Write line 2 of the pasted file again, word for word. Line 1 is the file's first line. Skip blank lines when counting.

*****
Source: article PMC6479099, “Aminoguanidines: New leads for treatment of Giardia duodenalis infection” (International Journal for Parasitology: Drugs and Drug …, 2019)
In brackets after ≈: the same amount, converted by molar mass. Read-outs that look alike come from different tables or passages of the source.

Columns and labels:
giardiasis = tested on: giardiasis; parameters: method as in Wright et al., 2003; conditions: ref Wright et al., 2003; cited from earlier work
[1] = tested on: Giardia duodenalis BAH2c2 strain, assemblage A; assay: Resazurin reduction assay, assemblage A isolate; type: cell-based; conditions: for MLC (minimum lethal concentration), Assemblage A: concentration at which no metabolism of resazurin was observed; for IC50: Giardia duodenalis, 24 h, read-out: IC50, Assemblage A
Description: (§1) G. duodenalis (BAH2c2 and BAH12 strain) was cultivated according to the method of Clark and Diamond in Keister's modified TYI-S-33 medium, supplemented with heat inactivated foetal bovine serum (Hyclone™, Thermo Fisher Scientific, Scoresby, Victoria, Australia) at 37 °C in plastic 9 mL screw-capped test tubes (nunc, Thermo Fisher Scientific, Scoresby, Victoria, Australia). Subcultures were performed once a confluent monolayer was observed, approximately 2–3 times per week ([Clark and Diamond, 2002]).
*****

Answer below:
In brackets after ≈: the same amount, converted by molar mass. Read-outs that look alike come from different tables or passages of the source.